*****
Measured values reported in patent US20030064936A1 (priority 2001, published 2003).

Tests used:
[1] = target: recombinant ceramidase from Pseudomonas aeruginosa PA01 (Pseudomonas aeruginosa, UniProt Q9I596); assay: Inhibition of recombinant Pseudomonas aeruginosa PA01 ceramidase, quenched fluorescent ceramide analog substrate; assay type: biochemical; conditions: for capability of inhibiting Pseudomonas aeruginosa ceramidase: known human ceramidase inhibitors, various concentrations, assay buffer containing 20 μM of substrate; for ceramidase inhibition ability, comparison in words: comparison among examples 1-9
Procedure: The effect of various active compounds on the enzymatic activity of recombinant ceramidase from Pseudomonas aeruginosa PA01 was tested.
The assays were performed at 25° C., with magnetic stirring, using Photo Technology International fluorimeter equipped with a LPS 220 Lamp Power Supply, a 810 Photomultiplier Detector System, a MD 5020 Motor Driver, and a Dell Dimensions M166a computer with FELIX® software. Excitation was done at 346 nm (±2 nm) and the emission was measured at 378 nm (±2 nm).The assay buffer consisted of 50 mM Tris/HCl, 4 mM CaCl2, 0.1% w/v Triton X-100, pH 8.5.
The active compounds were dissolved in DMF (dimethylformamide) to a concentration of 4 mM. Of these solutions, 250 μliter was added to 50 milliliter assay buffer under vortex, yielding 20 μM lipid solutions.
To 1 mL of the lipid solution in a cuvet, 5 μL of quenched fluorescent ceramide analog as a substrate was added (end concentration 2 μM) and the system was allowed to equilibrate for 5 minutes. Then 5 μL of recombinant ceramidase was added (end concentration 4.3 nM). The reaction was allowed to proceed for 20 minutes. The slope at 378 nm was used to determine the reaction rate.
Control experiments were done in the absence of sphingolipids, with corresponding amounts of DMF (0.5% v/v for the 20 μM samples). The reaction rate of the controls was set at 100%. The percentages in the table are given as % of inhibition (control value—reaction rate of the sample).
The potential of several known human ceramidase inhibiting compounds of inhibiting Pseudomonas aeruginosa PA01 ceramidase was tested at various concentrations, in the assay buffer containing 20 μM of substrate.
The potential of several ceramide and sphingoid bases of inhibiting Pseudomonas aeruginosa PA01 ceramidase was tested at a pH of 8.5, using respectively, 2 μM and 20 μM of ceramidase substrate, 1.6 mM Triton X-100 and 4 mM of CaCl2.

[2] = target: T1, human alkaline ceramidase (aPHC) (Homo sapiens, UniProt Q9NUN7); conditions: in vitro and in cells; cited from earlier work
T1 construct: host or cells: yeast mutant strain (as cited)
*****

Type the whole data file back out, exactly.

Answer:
Measured values reported in patent US20030064936A1 (priority 2001, published 2003).

Tests used:
[1] = target: recombinant ceramidase from Pseudomonas aeruginosa PA01 (Pseudomonas aeruginosa, UniProt Q9I596); assay: Inhibition of recombinant Pseudomonas aeruginosa PA01 ceramidase, quenched fluorescent ceramide analog substrate; assay type: biochemical; conditions: for capability of inhibiting Pseudomonas aeruginosa ceramidase: known human ceramidase inhibitors, various concentrations, assay buffer containing 20 μM of substrate; for ceramidase inhibition ability, comparison in words: comparison among examples 1-9
Procedure: The effect of various active compounds on the enzymatic activity of recombinant ceramidase from Pseudomonas aeruginosa PA01 was tested.
The assays were performed at 25° C., with magnetic stirring, using Photo Technology International fluorimeter equipped with a LPS 220 Lamp Power Supply, a 810 Photomultiplier Detector System, a MD 5020 Motor Driver, and a Dell Dimensions M166a computer with FELIX® software. Excitation was done at 346 nm (±2 nm) and the emission was measured at 378 nm (±2 nm).The assay buffer consisted of 50 mM Tris/HCl, 4 mM CaCl2, 0.1% w/v Triton X-100, pH 8.5.
The active compounds were dissolved in DMF (dimethylformamide) to a concentration of 4 mM. Of these solutions, 250 μliter was added to 50 milliliter assay buffer under vortex, yielding 20 μM lipid solutions.
To 1 mL of the lipid solution in a cuvet, 5 μL of quenched fluorescent ceramide analog as a substrate was added (end concentration 2 μM) and the system was allowed to equilibrate for 5 minutes. Then 5 μL of recombinant ceramidase was added (end concentration 4.3 nM). The reaction was allowed to proceed for 20 minutes. The slope at 378 nm was used to determine the reaction rate.
Control experiments were done in the absence of sphingolipids, with corresponding amounts of DMF (0.5% v/v for the 20 μM samples). The reaction rate of the controls was set at 100%. The percentages in the table are given as % of inhibition (control value—reaction rate of the sample).
The potential of several known human ceramidase inhibiting compounds of inhibiting Pseudomonas aeruginosa PA01 ceramidase was tested at various concentrations, in the assay buffer containing 20 μM of substrate.
The potential of several ceramide and sphingoid bases of inhibiting Pseudomonas aeruginosa PA01 ceramidase was tested at a pH of 8.5, using respectively, 2 μM and 20 μM of ceramidase substrate, 1.6 mM Triton X-100 and 4 mM of CaCl2.

[2] = target: T1, human alkaline ceramidase (aPHC) (Homo sapiens, UniProt Q9NUN7); conditions: in vitro and in cells; cited from earlier work
T1 construct: host or cells: yeast mutant strain (as cited)